With both Sarfraz Ahmed and Mickey Arthur calling on the batsmen to step up in South Africa, the pressure was on the senior batsmen to make amends for the New Zealand loss.
Unfortunately, it wasn’t to be with more questions being thrown up rather than answers as the tourists collapsed in extraordinary fashion in both innings, especially the second.
They were in a relative position of strength on day two with Imam-ul-Haq’s half-century taking them to 101-1 in the second innings. However, once the Pakistan opener fell to a poor shot, the entire batting unit came down like a house of cards. From 101-1, Pakistan were bowled out for 190 within the span of a single session.
The senior batsmen in particular were the biggest culprits with Azhar Ali, Asad Shafiq and Sarfraz all throwing away their wickets cheaply.
SARFRAZ CAPTAINCY UNDER FIRE
Sarfraz’s Test captaincy was as it is under fire heading into the series and the skipper’s performance in the Test will have done him no favours in that regard.
The wicketkeeper-batsman was dismissed for a duck in both the innings as his wretched form with the bat continued. More than his non-existent contributions, it will be the manner of Sarfraz’s dismissals which will frustrate the team management and coach Mickey Arthur the most.
Sarfraz poked tentatively to a Duanne Olivier short-ball in the first innings before chopping it onto his stumps before perishing to a loose drive away from his body in the second.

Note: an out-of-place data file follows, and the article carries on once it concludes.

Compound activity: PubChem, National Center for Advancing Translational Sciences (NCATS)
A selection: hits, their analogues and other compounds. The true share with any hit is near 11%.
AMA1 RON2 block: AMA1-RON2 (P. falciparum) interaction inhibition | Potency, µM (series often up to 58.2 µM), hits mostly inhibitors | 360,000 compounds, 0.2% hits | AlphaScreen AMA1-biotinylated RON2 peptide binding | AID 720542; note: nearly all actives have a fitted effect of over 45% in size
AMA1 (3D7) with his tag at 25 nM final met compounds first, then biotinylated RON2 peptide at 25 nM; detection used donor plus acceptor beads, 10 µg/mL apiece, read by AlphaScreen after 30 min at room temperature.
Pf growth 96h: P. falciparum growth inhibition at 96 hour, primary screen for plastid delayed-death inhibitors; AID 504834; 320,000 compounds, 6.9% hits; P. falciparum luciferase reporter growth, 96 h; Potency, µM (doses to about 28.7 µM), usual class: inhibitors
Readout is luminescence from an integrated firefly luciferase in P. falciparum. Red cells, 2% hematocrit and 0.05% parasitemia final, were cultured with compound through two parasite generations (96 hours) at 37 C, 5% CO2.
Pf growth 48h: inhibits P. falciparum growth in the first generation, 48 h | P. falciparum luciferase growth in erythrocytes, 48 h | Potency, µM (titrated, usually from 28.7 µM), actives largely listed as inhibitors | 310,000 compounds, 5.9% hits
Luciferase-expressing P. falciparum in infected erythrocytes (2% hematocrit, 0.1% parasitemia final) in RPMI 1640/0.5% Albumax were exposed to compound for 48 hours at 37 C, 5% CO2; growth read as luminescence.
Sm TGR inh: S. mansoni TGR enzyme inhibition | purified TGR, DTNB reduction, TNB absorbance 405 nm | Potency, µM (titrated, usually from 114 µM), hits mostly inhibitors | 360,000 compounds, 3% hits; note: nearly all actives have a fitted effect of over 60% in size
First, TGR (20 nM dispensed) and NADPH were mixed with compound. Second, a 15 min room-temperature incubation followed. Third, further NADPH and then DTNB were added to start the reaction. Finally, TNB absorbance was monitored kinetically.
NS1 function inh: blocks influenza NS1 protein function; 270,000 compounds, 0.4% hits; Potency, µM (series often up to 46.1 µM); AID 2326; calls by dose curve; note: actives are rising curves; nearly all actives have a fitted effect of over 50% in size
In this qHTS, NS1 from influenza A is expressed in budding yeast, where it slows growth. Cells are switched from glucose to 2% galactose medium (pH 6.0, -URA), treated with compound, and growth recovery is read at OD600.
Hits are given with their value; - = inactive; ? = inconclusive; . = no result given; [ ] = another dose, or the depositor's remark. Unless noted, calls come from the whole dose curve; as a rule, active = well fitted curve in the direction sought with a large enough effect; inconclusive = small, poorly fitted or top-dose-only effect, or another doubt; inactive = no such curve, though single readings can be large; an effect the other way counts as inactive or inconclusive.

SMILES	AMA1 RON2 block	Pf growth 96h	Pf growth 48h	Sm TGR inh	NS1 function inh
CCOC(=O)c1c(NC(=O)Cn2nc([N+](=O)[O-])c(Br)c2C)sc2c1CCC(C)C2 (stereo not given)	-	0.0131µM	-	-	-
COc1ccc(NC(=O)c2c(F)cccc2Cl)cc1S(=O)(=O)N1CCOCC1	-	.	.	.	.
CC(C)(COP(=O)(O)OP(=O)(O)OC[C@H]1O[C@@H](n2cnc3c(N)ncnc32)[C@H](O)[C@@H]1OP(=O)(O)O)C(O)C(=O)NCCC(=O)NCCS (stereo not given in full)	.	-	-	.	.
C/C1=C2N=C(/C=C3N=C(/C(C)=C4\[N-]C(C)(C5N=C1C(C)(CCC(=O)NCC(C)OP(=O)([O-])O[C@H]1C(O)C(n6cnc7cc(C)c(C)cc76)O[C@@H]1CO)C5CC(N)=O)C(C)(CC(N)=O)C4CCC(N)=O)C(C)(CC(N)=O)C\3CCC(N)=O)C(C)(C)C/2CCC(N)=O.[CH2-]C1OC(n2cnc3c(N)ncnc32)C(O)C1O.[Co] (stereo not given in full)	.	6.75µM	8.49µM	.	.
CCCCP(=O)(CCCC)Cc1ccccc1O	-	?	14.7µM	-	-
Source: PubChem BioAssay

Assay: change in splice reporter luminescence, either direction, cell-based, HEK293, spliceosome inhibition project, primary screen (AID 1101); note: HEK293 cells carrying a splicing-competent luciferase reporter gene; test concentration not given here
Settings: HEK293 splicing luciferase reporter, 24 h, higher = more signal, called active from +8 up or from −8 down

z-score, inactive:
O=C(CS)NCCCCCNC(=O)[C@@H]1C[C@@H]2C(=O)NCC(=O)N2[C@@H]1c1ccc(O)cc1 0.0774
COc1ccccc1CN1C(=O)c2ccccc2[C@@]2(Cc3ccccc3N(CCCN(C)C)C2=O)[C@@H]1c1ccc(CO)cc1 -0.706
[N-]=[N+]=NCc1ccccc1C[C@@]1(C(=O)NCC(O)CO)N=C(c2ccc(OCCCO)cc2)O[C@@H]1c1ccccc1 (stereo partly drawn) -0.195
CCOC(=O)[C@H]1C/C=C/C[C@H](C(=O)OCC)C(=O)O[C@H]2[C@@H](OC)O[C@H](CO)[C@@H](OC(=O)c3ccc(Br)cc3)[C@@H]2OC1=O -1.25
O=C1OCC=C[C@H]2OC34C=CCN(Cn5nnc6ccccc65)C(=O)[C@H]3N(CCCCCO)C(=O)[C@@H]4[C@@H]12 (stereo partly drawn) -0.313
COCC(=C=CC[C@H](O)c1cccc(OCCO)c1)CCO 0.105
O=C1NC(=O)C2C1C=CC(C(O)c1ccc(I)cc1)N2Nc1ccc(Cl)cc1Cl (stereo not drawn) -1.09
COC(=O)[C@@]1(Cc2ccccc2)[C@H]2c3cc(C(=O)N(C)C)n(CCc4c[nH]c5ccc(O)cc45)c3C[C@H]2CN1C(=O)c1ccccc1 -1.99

Add it to the reports of Arthur losing his cool with Sarfraz in the team meeting on the second day, it does not make for a happy situation for the Pakistan skipper.
Even though the Pakistan team management have come out to deny those reports on Friday, the damage might already have been done. If things don’t improve for Sarfraz in the coming two Tests, his captaincy could very well be on the chopping blocks.
Chasing a paltry target of 149 for victory on day three, the Proteas romped to a comfortable win following half-centuries from Dean Elgar and Hashim Amla.
The Pakistan bowlers started strongly on day three with Hasan Ali dismissing opener Aiden Markram for a duck. The Pakistan pacer then saw Fakhar Zaman drop a sharp chance off Hashim Amla at third slip as South Africa breathed a sigh of relief.
The tourists then thought they had captured a second wicket when Dean Elgar knicked a Shaheen Afridi delivery towards the slip cordon. A tumbling Azhar Ali claimed the catch at second slip with the on-field umpires referring the decision to the television umpire.
Despite the soft signal being out, the decision was overturned much to the dismay of Pakistan’s fielders.
From then on, Amla and Elgar made the most of their reprieves as they stitched together a 119-run stand for the second wicket. Both the batsmen had their moments of luck on a spicy pitch but their respective half-centuries ensured a comfortable chase for the hosts.
By the time Elgar was dismissed for 50 by the part-time spin of Shan Masood, the match had already veered towards its inevitable conclusion.
The visitors did manage to pick up two more wickets in the form of Theunis de Bruyn and South Africa skipper Faf du Plessis but it wasn’t enough as the Proteas completed victory with six wickets to spare in the end.
The two sides will now meet in the second Test of the series which gets underway on January 3 at Newlands, Cape Town.
Pakistan: 181 and 190
South Africa: 223 and 151-4
Hashim Amla: 63 not out
Dean Elgar: 50